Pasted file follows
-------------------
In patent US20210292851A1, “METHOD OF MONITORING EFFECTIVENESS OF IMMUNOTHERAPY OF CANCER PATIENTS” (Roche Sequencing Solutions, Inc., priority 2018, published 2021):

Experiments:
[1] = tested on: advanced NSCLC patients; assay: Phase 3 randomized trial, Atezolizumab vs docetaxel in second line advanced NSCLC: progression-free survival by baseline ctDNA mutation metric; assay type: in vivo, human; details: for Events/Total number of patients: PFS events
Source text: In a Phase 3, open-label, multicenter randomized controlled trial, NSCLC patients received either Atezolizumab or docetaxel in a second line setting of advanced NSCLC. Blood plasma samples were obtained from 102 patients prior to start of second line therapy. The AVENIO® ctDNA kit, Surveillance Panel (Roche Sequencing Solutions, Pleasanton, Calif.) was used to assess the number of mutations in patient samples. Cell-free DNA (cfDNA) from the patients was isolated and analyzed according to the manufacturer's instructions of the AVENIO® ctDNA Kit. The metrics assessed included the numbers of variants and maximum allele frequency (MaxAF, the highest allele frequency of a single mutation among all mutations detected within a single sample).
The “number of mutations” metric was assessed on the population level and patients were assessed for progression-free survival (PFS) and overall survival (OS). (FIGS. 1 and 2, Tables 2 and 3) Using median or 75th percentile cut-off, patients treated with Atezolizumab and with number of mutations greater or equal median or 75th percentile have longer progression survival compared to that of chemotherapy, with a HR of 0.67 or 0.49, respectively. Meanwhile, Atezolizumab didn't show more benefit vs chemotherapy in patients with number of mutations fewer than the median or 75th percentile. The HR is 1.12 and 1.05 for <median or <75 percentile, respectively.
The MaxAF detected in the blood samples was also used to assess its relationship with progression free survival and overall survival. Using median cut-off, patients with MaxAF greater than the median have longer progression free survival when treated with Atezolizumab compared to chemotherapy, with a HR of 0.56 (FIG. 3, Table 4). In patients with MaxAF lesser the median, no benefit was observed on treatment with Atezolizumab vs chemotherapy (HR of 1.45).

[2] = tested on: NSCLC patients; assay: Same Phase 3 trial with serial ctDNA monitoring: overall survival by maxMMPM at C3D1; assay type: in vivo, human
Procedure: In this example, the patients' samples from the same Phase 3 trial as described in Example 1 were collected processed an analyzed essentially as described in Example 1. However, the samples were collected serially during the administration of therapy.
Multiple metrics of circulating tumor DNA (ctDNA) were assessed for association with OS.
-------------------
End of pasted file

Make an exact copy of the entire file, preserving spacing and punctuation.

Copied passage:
In patent US20210292851A1, “METHOD OF MONITORING EFFECTIVENESS OF IMMUNOTHERAPY OF CANCER PATIENTS” (Roche Sequencing Solutions, Inc., priority 2018, published 2021):

Experiments:
[1] = tested on: advanced NSCLC patients; assay: Phase 3 randomized trial, Atezolizumab vs docetaxel in second line advanced NSCLC: progression-free survival by baseline ctDNA mutation metric; assay type: in vivo, human; details: for Events/Total number of patients: PFS events
Source text: In a Phase 3, open-label, multicenter randomized controlled trial, NSCLC patients received either Atezolizumab or docetaxel in a second line setting of advanced NSCLC. Blood plasma samples were obtained from 102 patients prior to start of second line therapy. The AVENIO® ctDNA kit, Surveillance Panel (Roche Sequencing Solutions, Pleasanton, Calif.) was used to assess the number of mutations in patient samples. Cell-free DNA (cfDNA) from the patients was isolated and analyzed according to the manufacturer's instructions of the AVENIO® ctDNA Kit. The metrics assessed included the numbers of variants and maximum allele frequency (MaxAF, the highest allele frequency of a single mutation among all mutations detected within a single sample).
The “number of mutations” metric was assessed on the population level and patients were assessed for progression-free survival (PFS) and overall survival (OS). (FIGS. 1 and 2, Tables 2 and 3) Using median or 75th percentile cut-off, patients treated with Atezolizumab and with number of mutations greater or equal median or 75th percentile have longer progression survival compared to that of chemotherapy, with a HR of 0.67 or 0.49, respectively. Meanwhile, Atezolizumab didn't show more benefit vs chemotherapy in patients with number of mutations fewer than the median or 75th percentile. The HR is 1.12 and 1.05 for <median or <75 percentile, respectively.
The MaxAF detected in the blood samples was also used to assess its relationship with progression free survival and overall survival. Using median cut-off, patients with MaxAF greater than the median have longer progression free survival when treated with Atezolizumab compared to chemotherapy, with a HR of 0.56 (FIG. 3, Table 4). In patients with MaxAF lesser the median, no benefit was observed on treatment with Atezolizumab vs chemotherapy (HR of 1.45).

[2] = tested on: NSCLC patients; assay: Same Phase 3 trial with serial ctDNA monitoring: overall survival by maxMMPM at C3D1; assay type: in vivo, human
Procedure: In this example, the patients' samples from the same Phase 3 trial as described in Example 1 were collected processed an analyzed essentially as described in Example 1. However, the samples were collected serially during the administration of therapy.
Multiple metrics of circulating tumor DNA (ctDNA) were assessed for association with OS.